In view of these inflation developments, the momentum of domestic demand, the narrowing of interest rate spreads in credit markets, and diminishing geopolitical uncertainty, we raised our target overnight rate by 25 basis points in March and again in mid-April—bringing it to 3.25 per cent.

In our April Monetary Policy Report, we stated that the risks confronting the world economy appeared to be more evenly balanced than they had been in the autumn. The Canadian economy was projected to strengthen appreciably towards the end of 2003 and to grow somewhat above its production potential during 2004, thanks to a pickup in economic activity in the United States and further improvements in business and consumer confidence.

We concluded in April that although growth would likely remain somewhat below potential in Canada for the first three quarters of this year, most of the small amount of economic slack that would open up this year would have closed by the end of 2004.

We projected that core inflation would likely fall to about 2 1/2 per cent in the second half of this year and to about 2 per cent by early 2004 as some of the special factors pushing up inflation ran their course. We also pointed out that total CPI inflation would continue to be importantly affected by swings in crude oil prices and that it would likely fall temporarily below the core rate in the first half of 2004 before steadying out at a rate close to core inflation.

Factors Influencing Monetary Policy

In the April Monetary Policy Report, we listed a number of factors that we intended to watch closely as we set monetary policy. These factors are the pace of economic expansion in the United States and overseas, the strength of domestic demand, financial market conditions, and the evolution of inflation and inflation expectations.

So, let me review how we have seen these factors evolving. I'll start with the external environment. In Europe, domestic demand and economic growth have continued to disappoint. Japan's economy has also remained weak. While demand growth in the rest of Asia has been strong, the outbreak of Severe Acute Respiratory Syndrome (SARS) is clearly going to slow growth in some countries.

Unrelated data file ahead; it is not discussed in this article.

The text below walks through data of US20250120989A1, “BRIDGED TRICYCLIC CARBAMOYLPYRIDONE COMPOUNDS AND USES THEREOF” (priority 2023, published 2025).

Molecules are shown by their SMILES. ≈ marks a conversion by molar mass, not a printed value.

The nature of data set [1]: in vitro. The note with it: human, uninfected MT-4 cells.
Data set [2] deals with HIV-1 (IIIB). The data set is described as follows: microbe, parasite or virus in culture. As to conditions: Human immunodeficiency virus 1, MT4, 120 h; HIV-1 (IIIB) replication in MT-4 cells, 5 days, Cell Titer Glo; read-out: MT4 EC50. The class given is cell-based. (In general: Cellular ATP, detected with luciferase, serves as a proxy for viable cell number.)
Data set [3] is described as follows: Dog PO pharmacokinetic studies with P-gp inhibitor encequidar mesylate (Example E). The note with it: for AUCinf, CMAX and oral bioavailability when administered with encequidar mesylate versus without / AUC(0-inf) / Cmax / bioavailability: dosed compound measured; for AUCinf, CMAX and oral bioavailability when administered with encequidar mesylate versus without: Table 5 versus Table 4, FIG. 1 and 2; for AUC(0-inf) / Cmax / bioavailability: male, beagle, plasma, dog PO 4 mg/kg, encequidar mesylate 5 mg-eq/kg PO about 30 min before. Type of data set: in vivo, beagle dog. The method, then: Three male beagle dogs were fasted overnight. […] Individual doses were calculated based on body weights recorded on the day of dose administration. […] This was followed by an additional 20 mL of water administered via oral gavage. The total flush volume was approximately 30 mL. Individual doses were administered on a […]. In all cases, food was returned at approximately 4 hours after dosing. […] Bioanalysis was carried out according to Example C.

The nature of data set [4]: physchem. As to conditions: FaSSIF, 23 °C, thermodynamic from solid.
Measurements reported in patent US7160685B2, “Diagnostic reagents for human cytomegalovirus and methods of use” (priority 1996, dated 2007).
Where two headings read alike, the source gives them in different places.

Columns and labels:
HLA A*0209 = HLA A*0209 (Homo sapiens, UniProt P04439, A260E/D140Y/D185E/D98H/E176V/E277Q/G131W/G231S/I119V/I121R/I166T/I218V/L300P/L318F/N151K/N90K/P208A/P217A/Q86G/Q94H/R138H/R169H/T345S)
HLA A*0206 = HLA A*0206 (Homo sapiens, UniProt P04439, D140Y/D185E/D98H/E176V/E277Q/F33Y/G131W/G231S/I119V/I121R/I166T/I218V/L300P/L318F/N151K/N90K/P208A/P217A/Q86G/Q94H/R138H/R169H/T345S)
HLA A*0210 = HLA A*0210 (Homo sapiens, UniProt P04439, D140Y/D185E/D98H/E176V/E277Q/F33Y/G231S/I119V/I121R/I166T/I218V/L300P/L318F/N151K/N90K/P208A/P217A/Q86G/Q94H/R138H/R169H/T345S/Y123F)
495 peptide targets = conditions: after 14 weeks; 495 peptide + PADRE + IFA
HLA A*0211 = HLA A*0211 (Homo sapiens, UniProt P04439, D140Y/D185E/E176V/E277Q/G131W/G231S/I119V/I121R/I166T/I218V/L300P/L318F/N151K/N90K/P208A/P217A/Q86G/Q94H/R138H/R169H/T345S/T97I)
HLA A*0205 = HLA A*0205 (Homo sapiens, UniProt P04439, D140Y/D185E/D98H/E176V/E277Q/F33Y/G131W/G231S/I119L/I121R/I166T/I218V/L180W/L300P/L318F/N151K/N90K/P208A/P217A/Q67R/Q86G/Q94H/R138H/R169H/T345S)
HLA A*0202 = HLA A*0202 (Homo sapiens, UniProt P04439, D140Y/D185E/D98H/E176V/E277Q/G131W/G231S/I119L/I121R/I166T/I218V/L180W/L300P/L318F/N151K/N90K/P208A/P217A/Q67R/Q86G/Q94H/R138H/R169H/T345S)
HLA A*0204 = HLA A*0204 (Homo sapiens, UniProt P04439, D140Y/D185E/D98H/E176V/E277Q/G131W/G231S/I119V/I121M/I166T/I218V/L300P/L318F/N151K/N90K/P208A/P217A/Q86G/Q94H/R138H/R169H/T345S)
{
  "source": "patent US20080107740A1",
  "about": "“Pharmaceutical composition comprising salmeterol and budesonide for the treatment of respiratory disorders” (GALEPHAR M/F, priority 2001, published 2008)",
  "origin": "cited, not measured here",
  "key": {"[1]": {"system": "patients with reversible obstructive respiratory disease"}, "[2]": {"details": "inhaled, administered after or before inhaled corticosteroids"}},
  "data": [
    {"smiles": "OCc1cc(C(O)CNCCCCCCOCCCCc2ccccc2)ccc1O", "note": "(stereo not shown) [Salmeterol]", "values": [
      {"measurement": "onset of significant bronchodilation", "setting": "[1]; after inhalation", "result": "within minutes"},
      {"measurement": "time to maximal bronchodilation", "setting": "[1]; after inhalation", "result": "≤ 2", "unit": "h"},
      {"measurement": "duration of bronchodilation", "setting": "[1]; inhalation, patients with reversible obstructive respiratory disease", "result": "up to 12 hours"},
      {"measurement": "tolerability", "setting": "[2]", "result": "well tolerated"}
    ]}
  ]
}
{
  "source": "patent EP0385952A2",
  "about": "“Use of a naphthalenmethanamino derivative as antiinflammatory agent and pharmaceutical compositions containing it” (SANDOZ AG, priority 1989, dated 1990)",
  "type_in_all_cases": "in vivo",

In the United States, domestic demand has not been recovering as quickly as expected, which has negative implications for Canadian exports, at least over the short term. Consumer spending continues to underpin economic activity in that country. However, business fixed investment has not yet picked up. Expectations as to when the U.S. recovery will occur have been pushed back until late this year when confidence levels should improve, and when the impact of very expansionary monetary and fiscal policies should begin to be fully felt.

Now, let's turn to the second factor—domestic demand in Canada. On the whole, demand has remained quite strong, supported by a healthy employment market, low interest rates, and a recovery in corporate profits. While growth in consumer spending slowed slightly in the first quarter, it was still quite strong, especially on housing. Governments and businesses both increased their spending. As a result of strong domestic demand, gross domestic product grew at an annual rate of almost 2 1/2 per cent in the first quarter, up from about 1 1/2 per cent in the final quarter of 2002.

In Nova Scotia, we are seeing some fall-off in consumer spending. Business investment prospects have also been dampened by the postponement of natural gas projects. Still, most forecasters predict Nova Scotia's economy will continue to grow at the Canadian average rate this year.

A third factor on our watch list is the evolution of conditions in financial markets. Last autumn, we witnessed sharp increases in risk premiums because of uncertainty in financial markets. In recent months, these risk premiums have declined, and conditions in both debt and equity markets continue to improve. This reflects reduced uncertainty and bodes well for business spending going forward.

Before moving on to the fourth factor, I'd like to mention several developments since April that have implications for the economic outlook. Together, these developments point to near-term growth in Canada that will be lower than we expected at the time of our April Monetary Policy Report.